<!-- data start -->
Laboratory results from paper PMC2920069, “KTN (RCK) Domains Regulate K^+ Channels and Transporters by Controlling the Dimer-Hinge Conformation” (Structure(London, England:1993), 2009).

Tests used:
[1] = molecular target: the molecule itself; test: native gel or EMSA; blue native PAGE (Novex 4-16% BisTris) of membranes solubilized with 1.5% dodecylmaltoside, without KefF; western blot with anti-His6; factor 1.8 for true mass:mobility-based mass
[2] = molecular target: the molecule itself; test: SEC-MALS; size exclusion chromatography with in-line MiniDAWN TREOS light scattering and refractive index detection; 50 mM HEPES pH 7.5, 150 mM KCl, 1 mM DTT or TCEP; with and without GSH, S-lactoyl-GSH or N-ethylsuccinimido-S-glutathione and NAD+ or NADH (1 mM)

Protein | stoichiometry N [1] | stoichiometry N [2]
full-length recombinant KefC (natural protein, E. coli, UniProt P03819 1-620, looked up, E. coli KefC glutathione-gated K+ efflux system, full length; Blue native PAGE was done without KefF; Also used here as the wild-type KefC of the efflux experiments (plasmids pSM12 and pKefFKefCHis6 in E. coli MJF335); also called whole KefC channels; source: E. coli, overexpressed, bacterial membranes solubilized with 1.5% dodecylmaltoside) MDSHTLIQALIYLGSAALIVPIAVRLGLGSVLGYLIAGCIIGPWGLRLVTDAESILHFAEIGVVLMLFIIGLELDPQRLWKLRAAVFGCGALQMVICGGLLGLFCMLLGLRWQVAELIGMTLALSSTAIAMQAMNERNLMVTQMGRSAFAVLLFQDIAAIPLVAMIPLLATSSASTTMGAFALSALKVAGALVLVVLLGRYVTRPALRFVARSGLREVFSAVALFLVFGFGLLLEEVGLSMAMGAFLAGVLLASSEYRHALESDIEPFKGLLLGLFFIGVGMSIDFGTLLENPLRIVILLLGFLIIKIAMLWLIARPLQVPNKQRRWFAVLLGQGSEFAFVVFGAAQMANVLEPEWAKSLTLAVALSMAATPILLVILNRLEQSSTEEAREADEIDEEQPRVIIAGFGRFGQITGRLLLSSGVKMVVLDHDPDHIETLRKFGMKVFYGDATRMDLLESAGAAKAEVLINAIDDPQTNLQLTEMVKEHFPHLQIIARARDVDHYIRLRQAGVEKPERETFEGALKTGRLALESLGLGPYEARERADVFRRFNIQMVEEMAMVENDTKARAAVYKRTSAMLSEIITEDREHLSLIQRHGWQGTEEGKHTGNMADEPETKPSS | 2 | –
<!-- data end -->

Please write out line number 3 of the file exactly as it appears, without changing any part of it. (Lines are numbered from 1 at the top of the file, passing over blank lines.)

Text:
[1] = molecular target: the molecule itself; test: native gel or EMSA; blue native PAGE (Novex 4-16% BisTris) of membranes solubilized with 1.5% dodecylmaltoside, without KefF; western blot with anti-His6; factor 1.8 for true mass:mobility-based mass